Sex Roles

, Volume 81, Issue 1–2, pp 118–125 | Cite as

How Societal Changes Have Influenced German Children’s Gender Representations as Expressed in Human Figure Drawings in 1977 and 2015

  • Bettina LammEmail author
  • Ariane Gernhardt
  • Hartmut Rübeling
Original Article


We investigated German first graders’ gender representations in human figure drawings done in 1977 and 2015. We hypothesized that increasing gender-status equality in society as well as growing gender differentiation in childcare and marketing are reflected in depictions of the human figure. Drawings were collected from a total of 376 children between 5 years 10 months and 8 years of age. Overall, the results are in accordance with the hypotheses: In contrast to 1977, the proportion of male and female figures was more balanced in 2015. In 2015, more girls drew a figure of their own gender and the femininity of female figures was higher than in 1977. Unexpectedly, the masculinity of male figures did not increase over this time. These results provide some insight into dynamic changes of children’s view of gender roles reflecting societal conditions. Drawings as a nonverbal approach to children’s gender representations proved sensitive in research but may also serve as a starting point in social and pedagogical work addressing gender issues. Considering gender status equality and gender specification as independent aspects of gender representations contributes to a better understanding by researchers as well as by practice professionals.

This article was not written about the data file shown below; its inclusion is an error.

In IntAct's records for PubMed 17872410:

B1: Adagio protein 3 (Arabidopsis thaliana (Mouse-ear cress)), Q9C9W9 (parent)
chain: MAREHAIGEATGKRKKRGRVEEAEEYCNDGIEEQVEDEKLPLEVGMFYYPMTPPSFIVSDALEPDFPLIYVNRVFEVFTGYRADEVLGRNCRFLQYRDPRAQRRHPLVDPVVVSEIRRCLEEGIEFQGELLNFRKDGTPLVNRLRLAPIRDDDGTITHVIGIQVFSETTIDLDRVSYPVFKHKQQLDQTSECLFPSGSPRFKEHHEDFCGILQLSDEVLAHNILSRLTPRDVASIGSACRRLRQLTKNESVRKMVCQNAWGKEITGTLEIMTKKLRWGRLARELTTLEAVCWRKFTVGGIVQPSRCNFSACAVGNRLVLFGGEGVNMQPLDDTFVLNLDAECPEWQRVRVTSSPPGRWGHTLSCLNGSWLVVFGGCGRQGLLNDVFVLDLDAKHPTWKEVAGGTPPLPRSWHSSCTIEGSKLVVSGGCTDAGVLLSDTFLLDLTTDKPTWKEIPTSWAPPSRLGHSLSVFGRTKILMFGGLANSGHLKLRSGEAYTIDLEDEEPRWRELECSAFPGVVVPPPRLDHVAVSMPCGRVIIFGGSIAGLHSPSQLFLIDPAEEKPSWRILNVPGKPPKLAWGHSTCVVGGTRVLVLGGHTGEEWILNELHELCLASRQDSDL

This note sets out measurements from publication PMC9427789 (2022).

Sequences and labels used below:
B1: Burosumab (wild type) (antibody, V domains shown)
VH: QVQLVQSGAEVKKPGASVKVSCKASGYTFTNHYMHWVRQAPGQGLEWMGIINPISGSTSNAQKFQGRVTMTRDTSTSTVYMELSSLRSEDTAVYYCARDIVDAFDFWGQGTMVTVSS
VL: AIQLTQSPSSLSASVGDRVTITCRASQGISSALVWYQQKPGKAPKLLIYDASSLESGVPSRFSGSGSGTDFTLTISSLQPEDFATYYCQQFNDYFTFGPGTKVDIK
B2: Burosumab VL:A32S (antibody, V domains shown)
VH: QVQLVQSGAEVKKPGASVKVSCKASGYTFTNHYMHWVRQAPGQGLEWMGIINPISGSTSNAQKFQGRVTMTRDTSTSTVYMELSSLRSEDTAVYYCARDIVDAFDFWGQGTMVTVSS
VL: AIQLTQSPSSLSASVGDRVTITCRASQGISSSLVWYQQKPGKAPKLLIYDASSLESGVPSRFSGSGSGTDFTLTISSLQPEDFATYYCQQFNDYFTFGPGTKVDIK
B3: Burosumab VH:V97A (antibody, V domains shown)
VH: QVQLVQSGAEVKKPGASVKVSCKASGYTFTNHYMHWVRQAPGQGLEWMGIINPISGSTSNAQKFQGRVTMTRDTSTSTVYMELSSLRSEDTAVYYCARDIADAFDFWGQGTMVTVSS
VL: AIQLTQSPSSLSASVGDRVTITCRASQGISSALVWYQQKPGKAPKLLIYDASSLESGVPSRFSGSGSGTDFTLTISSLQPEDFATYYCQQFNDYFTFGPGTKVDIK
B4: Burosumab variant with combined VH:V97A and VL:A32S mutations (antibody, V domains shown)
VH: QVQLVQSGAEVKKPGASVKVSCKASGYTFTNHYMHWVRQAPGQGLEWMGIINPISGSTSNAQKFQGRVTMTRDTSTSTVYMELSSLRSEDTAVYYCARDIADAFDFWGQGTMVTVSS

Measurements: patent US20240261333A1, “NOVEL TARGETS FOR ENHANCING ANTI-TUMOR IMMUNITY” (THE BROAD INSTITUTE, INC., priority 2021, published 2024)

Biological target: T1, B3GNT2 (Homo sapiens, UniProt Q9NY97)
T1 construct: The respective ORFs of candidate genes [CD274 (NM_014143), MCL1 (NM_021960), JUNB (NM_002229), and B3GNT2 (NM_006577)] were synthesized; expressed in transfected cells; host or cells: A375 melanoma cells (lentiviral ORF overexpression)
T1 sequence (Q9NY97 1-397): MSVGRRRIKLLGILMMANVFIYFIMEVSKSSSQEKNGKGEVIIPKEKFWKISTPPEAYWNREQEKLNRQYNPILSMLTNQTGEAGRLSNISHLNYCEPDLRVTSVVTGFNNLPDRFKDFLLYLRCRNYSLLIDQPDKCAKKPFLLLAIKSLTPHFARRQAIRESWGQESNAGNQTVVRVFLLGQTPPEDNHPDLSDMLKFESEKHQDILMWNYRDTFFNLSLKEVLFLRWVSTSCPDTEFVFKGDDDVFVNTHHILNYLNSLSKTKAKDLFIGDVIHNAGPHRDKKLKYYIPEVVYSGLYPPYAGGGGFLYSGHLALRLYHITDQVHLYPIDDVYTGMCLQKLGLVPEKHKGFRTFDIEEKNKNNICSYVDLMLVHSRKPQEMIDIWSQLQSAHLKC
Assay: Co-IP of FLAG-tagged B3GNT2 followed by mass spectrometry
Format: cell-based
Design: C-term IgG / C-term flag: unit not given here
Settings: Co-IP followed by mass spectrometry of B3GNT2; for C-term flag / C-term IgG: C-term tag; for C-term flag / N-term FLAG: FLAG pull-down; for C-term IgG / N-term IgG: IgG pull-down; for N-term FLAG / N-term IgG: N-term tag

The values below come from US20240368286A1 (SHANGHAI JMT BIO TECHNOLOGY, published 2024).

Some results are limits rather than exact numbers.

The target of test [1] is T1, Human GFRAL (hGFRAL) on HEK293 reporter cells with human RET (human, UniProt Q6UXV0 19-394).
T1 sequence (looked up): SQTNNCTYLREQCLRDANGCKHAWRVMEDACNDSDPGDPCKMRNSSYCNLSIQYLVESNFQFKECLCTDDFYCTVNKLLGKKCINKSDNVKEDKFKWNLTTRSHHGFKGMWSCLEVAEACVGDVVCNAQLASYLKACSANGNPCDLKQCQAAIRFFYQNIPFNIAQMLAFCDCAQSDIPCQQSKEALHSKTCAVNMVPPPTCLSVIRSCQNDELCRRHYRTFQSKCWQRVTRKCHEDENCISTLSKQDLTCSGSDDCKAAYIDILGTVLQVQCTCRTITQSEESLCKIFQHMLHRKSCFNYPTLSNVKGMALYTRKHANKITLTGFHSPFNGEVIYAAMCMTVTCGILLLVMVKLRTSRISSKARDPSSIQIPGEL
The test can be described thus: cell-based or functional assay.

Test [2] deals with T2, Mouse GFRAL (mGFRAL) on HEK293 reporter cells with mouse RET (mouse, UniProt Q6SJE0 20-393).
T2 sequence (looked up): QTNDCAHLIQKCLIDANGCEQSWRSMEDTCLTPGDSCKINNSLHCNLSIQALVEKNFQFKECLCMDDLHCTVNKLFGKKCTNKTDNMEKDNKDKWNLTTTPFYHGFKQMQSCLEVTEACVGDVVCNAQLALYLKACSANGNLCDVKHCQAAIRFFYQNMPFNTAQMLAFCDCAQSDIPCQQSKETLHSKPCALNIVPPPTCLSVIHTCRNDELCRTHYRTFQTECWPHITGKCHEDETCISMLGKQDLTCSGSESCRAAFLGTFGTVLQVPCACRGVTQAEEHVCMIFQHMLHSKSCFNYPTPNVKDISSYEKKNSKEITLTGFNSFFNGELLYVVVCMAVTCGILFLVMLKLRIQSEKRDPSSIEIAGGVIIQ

Gender representation Gender equality Societal change Children’s drawings 



We would like to thank Dr. Heinz Krombholz, Staatsinstitut für Frühpädagogik, München (Germany) for his generous offer to use the drawings of the 1977 cohort. Special thanks go to all the children who provided these impressive drawings. We would also like to express our gratitude to the students who helped in the data collection and analysis, especially Nina Bergfeld and Anneliese Skrobanek.

Compliance with Ethical Standards

Ethical Approval

Our research complied with American Psychological Association (APA) and Society for Research in Child Development (SRCD) ethical standards in the treatment of the participants.

Conflict of Interest

The authors declare that they have no conflict of interest.


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Copyright information

© Springer Science+Business Media, LLC, part of Springer Nature 2018

Authors and Affiliations

  1. 1.Institute for PsychologyUniversity of MünsterMünsterGermany
  2. 2.Institute for PsychologyOsnabrück UniversityOsnabrückGermany

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